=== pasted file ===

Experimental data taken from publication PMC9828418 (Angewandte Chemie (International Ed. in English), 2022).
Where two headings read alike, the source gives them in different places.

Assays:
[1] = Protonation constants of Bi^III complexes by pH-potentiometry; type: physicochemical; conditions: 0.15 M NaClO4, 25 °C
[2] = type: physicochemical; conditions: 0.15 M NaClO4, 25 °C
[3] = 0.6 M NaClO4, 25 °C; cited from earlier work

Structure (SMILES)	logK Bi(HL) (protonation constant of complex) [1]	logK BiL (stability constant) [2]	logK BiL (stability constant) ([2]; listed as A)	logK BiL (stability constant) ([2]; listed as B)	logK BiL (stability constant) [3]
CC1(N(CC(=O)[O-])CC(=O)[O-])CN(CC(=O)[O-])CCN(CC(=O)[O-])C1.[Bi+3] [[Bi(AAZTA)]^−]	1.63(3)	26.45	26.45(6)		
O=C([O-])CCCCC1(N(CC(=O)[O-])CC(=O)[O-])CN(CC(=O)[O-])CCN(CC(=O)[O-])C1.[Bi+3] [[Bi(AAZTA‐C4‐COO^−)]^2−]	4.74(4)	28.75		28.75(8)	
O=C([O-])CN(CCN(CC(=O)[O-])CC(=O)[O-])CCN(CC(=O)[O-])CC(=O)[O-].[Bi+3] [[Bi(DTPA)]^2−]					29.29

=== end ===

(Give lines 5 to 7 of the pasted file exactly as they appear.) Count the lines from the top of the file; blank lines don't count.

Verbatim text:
[2] = type: physicochemical; conditions: 0.15 M NaClO4, 25 °C
[3] = 0.6 M NaClO4, 25 °C; cited from earlier work

Structure (SMILES)	logK Bi(HL) (protonation constant of complex) [1]	logK BiL (stability constant) [2]	logK BiL (stability constant) ([2]; listed as A)	logK BiL (stability constant) ([2]; listed as B)	logK BiL (stability constant) [3]